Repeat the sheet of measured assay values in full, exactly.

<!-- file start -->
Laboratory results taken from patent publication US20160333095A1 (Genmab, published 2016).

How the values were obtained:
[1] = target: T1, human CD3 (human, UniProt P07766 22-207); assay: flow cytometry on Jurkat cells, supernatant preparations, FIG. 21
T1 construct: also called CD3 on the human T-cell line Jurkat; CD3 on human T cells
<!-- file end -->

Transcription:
Laboratory results taken from patent publication US20160333095A1 (Genmab, published 2016).

How the values were obtained:
[1] = target: T1, human CD3 (human, UniProt P07766 22-207); assay: flow cytometry on Jurkat cells, supernatant preparations, FIG. 21
T1 construct: also called CD3 on the human T-cell line Jurkat; CD3 on human T cells